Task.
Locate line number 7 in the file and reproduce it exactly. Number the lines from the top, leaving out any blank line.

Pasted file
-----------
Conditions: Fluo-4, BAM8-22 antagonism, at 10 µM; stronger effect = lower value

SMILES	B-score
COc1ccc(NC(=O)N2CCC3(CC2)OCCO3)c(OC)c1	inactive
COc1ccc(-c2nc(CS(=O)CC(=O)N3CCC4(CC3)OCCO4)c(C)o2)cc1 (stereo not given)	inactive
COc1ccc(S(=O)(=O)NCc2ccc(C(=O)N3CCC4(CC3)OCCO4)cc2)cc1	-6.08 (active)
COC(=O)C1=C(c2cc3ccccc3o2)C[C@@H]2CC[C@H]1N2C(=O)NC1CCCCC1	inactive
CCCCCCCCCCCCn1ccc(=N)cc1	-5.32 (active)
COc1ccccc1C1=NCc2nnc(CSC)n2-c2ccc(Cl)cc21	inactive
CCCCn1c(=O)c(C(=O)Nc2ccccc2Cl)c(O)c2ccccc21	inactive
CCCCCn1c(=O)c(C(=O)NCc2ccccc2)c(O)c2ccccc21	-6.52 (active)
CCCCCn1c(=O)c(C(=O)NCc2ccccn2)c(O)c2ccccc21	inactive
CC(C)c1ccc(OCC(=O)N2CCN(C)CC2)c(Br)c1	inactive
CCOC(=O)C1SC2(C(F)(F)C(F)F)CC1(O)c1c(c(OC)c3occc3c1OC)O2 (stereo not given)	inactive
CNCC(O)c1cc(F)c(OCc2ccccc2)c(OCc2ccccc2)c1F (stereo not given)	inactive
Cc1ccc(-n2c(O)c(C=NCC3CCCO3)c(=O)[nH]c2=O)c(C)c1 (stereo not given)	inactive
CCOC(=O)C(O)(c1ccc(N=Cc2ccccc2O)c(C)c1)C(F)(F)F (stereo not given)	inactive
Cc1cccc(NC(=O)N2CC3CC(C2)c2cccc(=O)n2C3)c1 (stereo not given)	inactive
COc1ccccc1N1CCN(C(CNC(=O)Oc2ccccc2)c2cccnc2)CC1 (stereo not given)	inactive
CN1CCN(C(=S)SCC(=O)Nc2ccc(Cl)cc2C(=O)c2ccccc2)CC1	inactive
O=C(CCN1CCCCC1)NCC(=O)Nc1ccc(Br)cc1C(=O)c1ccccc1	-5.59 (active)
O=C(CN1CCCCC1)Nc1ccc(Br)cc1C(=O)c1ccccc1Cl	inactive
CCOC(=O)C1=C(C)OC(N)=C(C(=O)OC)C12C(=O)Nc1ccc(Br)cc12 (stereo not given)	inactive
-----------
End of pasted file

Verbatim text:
CCCCCCCCCCCCn1ccc(=N)cc1	-5.32 (active)